Indiana engineers a resurgence on defense

The Indiana Hoosiers haven’t yet encountered the toughest stretch of the Big Ten schedule, but they are riding a 10-game winning streak. A season which appeared to be in pronounced peril a month ago stands on much more solid ground today.

Weirdly, an injury could have unlocked the key for the Hoosiers and their defense.


There is no question that James Blackmon, Jr. is a strong offensive player for Indiana.

However, since the Hoosiers lost Blackmon for the season, they have been playing their best basketball. After Saturday’s win at Minnesota, Indiana has now started the conference season 5-0 and is tied atop the Big Ten with Iowa.

In the five conference wins, Indiana is allowing just 64.4 points per game. Prior to the start of Big Ten play, Indiana had allowed more points than that average in 10 of its 12 non-conference games. This included eight games with over 70 points allowed.

While Blackmon is clearly a decorated scorer, averaging 15.8 points per game before the injury, he is equally poor as a defender. There are stretches when he just does not show effort on that end and almost singlehandedly broke down the team’s defensive unit.

When the injury happened, it looked like it could doom Indiana’s season to an even greater extent. However, the Hoosiers have plenty of scoring. Blackmon’s injury was addition by subtraction, as the defense has improved significantly. The injury meant more playing time for above-average defenders O.G. Anunoby and Juwan Morgan.

Tom Crean also deserves some credit for this improvement. It is obvious that losing one poor defender does not completely turn around an entire unit. Crean has improved his strategy and points of emphasis. His adjustments have created a new dynamic which has drastically changed the way this team performs. Crean has also plugged in the right pieces, which might not have been an easy call to make at the time Blackmon left the lineup.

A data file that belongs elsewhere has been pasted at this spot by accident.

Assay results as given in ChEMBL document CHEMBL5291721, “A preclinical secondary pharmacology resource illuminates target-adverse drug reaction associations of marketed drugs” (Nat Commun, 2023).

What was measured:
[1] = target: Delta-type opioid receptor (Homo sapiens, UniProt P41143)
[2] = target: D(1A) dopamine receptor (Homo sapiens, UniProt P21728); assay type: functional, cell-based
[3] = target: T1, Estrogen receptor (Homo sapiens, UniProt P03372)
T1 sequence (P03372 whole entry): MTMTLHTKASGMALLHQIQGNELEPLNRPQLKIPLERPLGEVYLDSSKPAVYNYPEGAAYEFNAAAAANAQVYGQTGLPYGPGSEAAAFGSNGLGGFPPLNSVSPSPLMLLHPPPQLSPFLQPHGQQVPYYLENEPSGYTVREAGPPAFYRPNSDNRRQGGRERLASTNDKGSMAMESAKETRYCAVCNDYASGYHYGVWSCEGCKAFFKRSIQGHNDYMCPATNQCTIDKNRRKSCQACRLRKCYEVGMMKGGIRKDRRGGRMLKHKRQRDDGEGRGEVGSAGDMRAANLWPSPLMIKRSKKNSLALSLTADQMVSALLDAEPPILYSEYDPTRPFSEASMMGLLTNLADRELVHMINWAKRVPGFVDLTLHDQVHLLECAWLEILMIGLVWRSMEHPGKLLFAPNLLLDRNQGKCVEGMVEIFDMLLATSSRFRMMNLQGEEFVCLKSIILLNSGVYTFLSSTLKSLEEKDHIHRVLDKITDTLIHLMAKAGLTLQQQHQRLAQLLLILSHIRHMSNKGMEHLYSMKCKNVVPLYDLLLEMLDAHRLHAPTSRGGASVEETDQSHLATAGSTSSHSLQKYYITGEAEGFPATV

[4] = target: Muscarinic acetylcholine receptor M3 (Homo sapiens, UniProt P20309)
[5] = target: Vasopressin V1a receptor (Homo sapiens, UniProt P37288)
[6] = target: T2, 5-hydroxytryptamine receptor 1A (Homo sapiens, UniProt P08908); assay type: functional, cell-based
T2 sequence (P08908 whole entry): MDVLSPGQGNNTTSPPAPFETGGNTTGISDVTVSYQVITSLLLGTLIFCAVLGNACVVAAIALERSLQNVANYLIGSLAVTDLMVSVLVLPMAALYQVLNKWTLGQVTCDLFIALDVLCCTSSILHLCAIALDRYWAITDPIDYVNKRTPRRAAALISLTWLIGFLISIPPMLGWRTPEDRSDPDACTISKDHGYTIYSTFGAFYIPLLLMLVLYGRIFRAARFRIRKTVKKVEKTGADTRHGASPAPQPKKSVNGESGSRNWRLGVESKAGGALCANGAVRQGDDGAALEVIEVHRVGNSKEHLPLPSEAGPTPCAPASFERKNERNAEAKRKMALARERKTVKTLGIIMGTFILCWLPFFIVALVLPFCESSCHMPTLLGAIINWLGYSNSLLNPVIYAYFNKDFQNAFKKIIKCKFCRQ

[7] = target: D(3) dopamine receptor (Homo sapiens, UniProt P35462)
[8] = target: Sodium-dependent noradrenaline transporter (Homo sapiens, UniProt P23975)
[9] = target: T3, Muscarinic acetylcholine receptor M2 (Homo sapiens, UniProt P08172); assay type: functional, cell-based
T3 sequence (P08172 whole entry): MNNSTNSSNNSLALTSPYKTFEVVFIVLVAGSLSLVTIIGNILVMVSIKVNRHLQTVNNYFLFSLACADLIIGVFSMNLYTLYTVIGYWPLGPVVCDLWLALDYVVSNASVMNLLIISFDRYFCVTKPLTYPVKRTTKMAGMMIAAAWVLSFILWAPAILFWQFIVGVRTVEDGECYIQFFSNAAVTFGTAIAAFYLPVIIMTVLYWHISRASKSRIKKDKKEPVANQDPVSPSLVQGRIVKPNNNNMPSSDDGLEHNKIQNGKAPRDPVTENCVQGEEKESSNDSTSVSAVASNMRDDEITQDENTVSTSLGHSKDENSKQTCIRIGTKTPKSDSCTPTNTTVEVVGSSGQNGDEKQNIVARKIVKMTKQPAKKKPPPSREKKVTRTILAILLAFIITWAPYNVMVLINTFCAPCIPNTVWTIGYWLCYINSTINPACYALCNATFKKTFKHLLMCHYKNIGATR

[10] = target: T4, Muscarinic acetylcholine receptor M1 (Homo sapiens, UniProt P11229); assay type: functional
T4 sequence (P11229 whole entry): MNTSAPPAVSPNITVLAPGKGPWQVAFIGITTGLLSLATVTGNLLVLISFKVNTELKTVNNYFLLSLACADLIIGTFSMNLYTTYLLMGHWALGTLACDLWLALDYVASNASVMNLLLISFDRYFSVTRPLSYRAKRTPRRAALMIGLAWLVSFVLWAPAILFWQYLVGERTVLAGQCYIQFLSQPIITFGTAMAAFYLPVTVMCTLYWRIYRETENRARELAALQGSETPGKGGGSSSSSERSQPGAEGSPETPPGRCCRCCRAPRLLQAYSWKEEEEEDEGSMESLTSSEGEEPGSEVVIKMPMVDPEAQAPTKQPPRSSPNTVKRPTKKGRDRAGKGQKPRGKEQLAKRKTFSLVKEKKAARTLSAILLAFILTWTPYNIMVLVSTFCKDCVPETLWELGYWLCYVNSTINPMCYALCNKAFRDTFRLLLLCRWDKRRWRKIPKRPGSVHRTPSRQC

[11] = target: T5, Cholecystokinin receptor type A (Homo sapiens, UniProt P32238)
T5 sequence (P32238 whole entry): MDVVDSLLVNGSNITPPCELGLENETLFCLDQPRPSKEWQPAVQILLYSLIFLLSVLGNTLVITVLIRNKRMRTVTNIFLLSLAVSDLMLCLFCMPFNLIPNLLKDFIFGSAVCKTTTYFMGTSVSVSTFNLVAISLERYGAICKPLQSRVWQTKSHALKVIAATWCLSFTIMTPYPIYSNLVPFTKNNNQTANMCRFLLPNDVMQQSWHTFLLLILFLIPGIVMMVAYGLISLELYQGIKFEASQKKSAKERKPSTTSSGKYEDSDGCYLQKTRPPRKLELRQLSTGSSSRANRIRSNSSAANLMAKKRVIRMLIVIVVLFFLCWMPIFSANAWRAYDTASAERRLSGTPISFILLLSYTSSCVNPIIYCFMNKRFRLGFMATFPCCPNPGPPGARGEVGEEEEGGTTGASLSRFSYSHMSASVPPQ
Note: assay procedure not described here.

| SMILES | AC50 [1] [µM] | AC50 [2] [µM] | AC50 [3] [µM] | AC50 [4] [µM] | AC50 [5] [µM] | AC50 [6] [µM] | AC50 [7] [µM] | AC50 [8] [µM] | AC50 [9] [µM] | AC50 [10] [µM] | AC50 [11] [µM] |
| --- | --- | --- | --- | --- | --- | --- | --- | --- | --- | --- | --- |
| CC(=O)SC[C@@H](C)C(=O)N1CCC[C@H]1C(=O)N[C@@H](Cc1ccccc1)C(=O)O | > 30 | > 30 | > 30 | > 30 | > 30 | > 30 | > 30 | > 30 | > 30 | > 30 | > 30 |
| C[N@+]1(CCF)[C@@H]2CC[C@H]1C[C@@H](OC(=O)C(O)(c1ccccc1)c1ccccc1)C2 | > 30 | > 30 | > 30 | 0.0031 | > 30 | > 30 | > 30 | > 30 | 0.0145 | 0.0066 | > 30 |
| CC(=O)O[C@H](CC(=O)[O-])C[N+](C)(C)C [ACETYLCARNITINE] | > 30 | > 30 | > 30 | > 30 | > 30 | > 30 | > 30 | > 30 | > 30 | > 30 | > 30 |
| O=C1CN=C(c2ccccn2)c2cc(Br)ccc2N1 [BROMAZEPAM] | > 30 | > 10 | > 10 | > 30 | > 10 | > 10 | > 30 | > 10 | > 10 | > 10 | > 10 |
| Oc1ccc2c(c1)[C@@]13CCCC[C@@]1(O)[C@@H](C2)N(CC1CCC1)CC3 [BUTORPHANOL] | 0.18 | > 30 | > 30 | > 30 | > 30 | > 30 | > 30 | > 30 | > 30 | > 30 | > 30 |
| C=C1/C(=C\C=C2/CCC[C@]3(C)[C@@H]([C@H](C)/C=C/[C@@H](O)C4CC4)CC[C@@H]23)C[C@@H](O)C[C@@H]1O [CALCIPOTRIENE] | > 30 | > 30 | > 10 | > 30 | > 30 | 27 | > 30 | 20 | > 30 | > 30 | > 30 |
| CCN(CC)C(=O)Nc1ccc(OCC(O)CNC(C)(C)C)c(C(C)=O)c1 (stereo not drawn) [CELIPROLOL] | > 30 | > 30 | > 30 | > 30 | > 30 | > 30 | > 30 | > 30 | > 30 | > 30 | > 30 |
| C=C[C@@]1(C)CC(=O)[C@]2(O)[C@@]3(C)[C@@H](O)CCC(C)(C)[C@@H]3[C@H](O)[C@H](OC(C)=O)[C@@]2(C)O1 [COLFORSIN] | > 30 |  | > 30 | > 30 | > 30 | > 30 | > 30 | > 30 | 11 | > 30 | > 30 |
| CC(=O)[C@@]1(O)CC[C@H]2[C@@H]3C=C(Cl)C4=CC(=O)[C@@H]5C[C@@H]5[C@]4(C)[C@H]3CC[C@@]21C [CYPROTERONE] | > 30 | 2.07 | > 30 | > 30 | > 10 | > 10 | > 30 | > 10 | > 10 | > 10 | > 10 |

The Hoosiers are looking for their first 6-0 start in Big Ten play since 2008. Sure, some of this is due to a vanilla schedule, but it is not getting that much tougher. Indiana plays Purdue, Maryland, and Michigan State only once during the regular season.

The offense has opened up more as well. This has allowed Thomas Bryant to be an interior option the team lacked last season. After being riddled with foul trouble in the conference opener against Rutgers, Bryant has scored 14.3 points per game and has gotten much more efficient.

When you mix the inside-out game with the play of all-conference point guard Yogi Ferrell, the Hoosiers have become a force at both ends of the floor. For the season, Ferrell is averaging 17.1 points, 5.9 assists, and 4.5 rebounds per game on 47.4-percent shooting. However, he is turning the ball over just under three times per game.

After early-season losses to Wake Forest and UNLV, as well as the blowout at Duke, Indiana appeared to be in the midst of another disappointing season under Crean. However, this mid-season rebirth has the Hoosiers in the mix for a Big Ten crown and a strong seed in the NCAA Tournament.

With that said, the Hoosiers were in a strong position last season before limping to the finish line. Only time will tell if this is a repeat performance or if the Indiana changes are for real.